• Failing to put quotation marks around information that was copied even if it was cited.
  • Self plagiarism, using a previous paper for a current assignment without permission from your instructor.

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Tips to Avoid Plagiarism

  1. Start early: give yourself enough time to complete your assignment. When short on time, it is easy to make mistakes when taking notes and citing your sources. Research, citing, and writing the paper often takes much longer then anticipated; try an assignment calculator to help you manage your time.
  2. Keep track of your sources: either save your research in your email or use a reference manager such as Mendeley or Zotero.
  3. Cite correctly: learn the required documentation style APA, MLA, Chicago, etc. Check with your instructor on which style you are required to use for the assignment.
  4. Complete the bibliography BEFORE writing: complete your list of sources in the required style before taking notes and writing, so it is clear what is needed for your in-text citations.
  5. Take accurate and complete notes: when taking notes or writing your first draft, make sure to always indicate:
    • copied information – enclose in quotation marks AND provide a citation
    • paraphrased or summarized information – provide a citation
    • your own thoughts – nothing is required
  6. Take time to review and ask questions: proofread your work to make sure you cited everything correctly. Seek assistance from library staff or your instructor if you have any questions about your sources.
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Google it: Five Tips to Search like a Pro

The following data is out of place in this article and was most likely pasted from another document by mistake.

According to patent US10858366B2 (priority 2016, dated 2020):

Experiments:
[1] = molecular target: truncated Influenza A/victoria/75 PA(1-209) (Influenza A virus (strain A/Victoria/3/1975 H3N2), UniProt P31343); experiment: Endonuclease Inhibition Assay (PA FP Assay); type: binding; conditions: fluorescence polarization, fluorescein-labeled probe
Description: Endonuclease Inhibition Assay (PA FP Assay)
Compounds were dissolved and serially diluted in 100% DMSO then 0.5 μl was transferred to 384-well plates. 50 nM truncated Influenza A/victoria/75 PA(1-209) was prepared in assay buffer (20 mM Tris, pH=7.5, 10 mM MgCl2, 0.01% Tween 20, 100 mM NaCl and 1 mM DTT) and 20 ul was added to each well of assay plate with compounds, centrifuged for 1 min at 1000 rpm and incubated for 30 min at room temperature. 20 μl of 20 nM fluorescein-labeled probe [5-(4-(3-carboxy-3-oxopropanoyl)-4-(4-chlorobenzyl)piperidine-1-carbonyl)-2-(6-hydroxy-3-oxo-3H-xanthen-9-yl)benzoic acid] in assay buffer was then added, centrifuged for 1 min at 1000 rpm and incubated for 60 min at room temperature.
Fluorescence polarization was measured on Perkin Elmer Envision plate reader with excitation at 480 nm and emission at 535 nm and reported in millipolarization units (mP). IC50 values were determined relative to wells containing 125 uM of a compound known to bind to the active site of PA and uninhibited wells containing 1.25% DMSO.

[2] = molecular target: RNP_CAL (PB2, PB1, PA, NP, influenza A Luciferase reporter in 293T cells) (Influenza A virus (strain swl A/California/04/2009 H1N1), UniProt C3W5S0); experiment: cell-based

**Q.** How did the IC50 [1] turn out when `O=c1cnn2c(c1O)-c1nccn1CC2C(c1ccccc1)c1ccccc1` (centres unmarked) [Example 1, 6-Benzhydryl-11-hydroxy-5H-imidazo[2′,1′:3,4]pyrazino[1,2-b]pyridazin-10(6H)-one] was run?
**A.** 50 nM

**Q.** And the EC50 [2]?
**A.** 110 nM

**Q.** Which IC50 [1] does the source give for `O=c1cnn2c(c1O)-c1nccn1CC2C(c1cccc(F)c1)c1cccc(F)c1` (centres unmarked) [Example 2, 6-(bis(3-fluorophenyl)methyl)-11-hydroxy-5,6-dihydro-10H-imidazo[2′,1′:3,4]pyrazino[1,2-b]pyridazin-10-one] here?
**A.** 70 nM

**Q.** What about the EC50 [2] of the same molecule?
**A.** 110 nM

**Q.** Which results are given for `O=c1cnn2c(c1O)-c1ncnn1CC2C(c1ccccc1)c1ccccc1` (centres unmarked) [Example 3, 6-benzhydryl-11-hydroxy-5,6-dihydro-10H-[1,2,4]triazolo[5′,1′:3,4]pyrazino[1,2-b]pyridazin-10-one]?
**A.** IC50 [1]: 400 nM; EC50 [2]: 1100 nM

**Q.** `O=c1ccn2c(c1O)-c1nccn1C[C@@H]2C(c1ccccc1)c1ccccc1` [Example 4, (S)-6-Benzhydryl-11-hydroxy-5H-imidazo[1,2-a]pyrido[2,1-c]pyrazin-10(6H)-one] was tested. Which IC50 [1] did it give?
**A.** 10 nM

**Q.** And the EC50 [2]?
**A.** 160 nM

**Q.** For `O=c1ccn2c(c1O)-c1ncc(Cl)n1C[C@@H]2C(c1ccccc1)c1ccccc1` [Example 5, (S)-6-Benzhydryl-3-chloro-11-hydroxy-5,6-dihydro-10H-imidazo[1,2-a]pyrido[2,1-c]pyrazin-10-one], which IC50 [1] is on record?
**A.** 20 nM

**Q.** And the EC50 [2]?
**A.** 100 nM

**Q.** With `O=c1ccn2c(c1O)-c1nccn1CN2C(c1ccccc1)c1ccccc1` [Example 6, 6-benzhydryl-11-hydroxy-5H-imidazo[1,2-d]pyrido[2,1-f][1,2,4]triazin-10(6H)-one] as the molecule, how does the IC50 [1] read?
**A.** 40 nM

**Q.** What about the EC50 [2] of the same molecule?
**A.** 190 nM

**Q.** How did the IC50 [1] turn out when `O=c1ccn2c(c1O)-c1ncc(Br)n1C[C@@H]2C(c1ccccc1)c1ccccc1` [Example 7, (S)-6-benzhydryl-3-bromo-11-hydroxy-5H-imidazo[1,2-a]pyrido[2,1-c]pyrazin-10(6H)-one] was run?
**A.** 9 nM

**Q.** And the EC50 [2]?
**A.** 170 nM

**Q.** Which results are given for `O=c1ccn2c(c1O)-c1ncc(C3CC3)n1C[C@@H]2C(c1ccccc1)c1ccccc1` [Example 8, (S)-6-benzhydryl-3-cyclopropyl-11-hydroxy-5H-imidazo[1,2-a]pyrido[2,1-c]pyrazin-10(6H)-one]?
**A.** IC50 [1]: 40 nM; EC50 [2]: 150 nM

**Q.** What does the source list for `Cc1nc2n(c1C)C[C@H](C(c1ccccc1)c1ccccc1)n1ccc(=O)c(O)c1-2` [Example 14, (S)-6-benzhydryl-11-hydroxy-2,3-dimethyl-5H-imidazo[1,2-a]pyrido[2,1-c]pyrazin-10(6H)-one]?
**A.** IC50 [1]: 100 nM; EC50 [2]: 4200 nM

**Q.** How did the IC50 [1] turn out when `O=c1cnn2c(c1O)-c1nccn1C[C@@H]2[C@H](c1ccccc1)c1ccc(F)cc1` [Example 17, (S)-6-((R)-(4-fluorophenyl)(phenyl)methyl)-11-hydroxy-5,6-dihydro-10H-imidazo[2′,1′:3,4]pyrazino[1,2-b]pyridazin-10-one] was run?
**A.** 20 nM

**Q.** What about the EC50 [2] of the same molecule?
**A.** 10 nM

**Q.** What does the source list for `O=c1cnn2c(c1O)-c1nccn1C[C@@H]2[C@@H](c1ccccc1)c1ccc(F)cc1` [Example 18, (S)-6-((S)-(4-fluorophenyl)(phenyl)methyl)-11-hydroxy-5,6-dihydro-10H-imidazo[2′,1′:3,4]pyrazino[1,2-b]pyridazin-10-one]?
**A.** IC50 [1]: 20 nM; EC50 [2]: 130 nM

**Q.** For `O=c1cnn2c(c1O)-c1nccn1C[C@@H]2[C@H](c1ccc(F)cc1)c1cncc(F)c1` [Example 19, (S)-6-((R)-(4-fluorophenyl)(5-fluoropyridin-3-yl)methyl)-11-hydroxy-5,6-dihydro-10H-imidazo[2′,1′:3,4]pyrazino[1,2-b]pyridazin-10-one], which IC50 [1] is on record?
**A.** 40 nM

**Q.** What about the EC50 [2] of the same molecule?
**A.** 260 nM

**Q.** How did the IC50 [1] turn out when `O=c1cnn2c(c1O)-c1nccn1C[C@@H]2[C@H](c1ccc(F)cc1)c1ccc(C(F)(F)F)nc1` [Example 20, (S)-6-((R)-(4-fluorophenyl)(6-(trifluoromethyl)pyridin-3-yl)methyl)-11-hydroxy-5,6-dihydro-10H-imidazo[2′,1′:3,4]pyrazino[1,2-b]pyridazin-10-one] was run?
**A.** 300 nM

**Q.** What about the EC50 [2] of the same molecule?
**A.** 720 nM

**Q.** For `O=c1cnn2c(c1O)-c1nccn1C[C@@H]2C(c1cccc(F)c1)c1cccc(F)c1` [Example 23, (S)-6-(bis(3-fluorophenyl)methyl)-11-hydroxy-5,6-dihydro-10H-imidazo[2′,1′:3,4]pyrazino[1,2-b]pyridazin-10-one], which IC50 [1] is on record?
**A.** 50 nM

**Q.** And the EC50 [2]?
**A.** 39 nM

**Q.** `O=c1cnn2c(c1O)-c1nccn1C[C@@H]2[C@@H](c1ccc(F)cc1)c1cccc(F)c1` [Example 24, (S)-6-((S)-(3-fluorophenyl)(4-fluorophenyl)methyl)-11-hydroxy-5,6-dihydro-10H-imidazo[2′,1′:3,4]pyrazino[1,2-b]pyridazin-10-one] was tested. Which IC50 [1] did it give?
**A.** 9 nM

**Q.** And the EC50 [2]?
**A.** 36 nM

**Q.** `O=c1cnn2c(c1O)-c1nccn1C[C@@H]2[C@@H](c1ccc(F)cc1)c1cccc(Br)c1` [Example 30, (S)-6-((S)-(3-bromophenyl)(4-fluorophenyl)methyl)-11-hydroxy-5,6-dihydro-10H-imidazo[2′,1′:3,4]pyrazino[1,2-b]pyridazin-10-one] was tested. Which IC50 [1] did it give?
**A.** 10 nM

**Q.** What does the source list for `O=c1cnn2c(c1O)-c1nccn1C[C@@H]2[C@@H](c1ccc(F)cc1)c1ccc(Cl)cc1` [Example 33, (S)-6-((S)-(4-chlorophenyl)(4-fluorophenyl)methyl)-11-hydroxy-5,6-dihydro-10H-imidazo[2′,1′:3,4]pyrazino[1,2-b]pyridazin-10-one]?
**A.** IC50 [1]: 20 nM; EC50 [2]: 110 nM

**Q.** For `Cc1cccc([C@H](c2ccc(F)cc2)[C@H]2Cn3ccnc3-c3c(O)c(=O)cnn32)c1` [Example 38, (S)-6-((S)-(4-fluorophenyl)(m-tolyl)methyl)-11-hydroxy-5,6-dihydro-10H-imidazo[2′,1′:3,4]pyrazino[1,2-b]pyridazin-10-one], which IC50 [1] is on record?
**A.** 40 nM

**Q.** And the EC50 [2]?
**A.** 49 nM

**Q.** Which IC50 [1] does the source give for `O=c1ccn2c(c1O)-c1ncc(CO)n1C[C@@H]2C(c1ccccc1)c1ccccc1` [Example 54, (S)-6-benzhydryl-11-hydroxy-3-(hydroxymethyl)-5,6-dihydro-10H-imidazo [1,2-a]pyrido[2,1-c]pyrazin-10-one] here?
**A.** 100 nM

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Just “Google it”— often friendly disputes about factual matters will end up with that phrase. We have grown so familiar with the search engine, and the way it resolves our everyday questions. Yet we have forgotten the amazing features up its sleeve.

Here is a brief overview of the most useful Google search tips:

1. Search within a website

The search engines of most websites are poor. Instead, use Google’s site or domain limiter to search within a single website. For example, searching with site:cbc.ca followed by a search term. In other words, site:example.com text goes here

2. Find influential papers

Some papers are of central importance to a research topic, often because they report a major breakthrough, or theories that have an accepted validity among the scholarly community.  At some point in your student life, you will be required to find influential or seminal papers. Fortunately, Google offers a database devoted only to scholarly papers, called Google Scholar, which allows you to track how often and how recently a paper is cited in other scholarly literature.  Simply look for “Cited by”.

3. Find similar websites

Quality research demands synthesis—combining ideas from a number of sources to form a coherent whole. For this reason, if you found something you really like online, try your best to find similar websites. Simply type in “related:” in front of a web address, you already know. For example, related:adidas.ca., without a space between words. This Google search technique is especially useful when conducting market research.

4. The Power of the Asterisk

Like the blank tile in Scrabble, the asterisk * works as a placeholder within searches. Use it when your cunning memory prevents you from recalling a word, or parts of a word. For example, a search for child* will search for child, but also childhood, children, and any other word which starts with child.